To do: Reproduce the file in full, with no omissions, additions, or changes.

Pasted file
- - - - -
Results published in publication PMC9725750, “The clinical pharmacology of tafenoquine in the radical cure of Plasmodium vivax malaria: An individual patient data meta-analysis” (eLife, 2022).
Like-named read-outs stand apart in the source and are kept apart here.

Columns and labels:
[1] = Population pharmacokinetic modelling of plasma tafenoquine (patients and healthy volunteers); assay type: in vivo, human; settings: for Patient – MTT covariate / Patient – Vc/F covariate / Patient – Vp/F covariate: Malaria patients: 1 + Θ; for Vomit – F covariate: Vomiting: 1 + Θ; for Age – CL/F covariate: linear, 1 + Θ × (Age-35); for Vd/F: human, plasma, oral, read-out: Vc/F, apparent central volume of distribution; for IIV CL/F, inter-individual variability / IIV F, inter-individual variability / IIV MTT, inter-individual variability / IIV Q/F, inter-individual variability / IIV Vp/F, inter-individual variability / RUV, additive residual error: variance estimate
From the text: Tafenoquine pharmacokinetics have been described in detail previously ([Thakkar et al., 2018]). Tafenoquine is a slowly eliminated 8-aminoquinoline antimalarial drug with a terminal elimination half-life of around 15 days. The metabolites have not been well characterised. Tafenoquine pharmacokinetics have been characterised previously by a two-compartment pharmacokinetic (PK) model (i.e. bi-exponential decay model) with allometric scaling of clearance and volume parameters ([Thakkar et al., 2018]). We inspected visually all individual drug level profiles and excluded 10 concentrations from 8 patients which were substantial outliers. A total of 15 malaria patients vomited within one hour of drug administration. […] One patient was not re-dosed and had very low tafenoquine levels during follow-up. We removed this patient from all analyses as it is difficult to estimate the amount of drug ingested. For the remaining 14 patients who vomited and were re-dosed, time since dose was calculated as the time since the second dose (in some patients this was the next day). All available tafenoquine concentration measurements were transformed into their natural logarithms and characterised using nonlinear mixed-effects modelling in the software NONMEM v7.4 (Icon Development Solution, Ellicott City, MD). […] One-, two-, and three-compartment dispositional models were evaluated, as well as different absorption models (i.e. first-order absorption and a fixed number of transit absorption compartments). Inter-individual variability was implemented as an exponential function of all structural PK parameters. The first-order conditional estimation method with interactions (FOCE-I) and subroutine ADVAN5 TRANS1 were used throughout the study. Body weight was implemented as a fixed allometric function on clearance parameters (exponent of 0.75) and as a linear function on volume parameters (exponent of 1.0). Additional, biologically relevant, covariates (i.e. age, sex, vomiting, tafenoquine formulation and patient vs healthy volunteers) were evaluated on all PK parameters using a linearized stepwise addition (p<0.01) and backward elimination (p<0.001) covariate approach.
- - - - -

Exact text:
Results published in publication PMC9725750, “The clinical pharmacology of tafenoquine in the radical cure of Plasmodium vivax malaria: An individual patient data meta-analysis” (eLife, 2022).
Like-named read-outs stand apart in the source and are kept apart here.

Columns and labels:
[1] = Population pharmacokinetic modelling of plasma tafenoquine (patients and healthy volunteers); assay type: in vivo, human; settings: for Patient – MTT covariate / Patient – Vc/F covariate / Patient – Vp/F covariate: Malaria patients: 1 + Θ; for Vomit – F covariate: Vomiting: 1 + Θ; for Age – CL/F covariate: linear, 1 + Θ × (Age-35); for Vd/F: human, plasma, oral, read-out: Vc/F, apparent central volume of distribution; for IIV CL/F, inter-individual variability / IIV F, inter-individual variability / IIV MTT, inter-individual variability / IIV Q/F, inter-individual variability / IIV Vp/F, inter-individual variability / RUV, additive residual error: variance estimate
From the text: Tafenoquine pharmacokinetics have been described in detail previously ([Thakkar et al., 2018]). Tafenoquine is a slowly eliminated 8-aminoquinoline antimalarial drug with a terminal elimination half-life of around 15 days. The metabolites have not been well characterised. Tafenoquine pharmacokinetics have been characterised previously by a two-compartment pharmacokinetic (PK) model (i.e. bi-exponential decay model) with allometric scaling of clearance and volume parameters ([Thakkar et al., 2018]). We inspected visually all individual drug level profiles and excluded 10 concentrations from 8 patients which were substantial outliers. A total of 15 malaria patients vomited within one hour of drug administration. […] One patient was not re-dosed and had very low tafenoquine levels during follow-up. We removed this patient from all analyses as it is difficult to estimate the amount of drug ingested. For the remaining 14 patients who vomited and were re-dosed, time since dose was calculated as the time since the second dose (in some patients this was the next day). All available tafenoquine concentration measurements were transformed into their natural logarithms and characterised using nonlinear mixed-effects modelling in the software NONMEM v7.4 (Icon Development Solution, Ellicott City, MD). […] One-, two-, and three-compartment dispositional models were evaluated, as well as different absorption models (i.e. first-order absorption and a fixed number of transit absorption compartments). Inter-individual variability was implemented as an exponential function of all structural PK parameters. The first-order conditional estimation method with interactions (FOCE-I) and subroutine ADVAN5 TRANS1 were used throughout the study. Body weight was implemented as a fixed allometric function on clearance parameters (exponent of 0.75) and as a linear function on volume parameters (exponent of 1.0). Additional, biologically relevant, covariates (i.e. age, sex, vomiting, tafenoquine formulation and patient vs healthy volunteers) were evaluated on all PK parameters using a linearized stepwise addition (p<0.01) and backward elimination (p<0.001) covariate approach.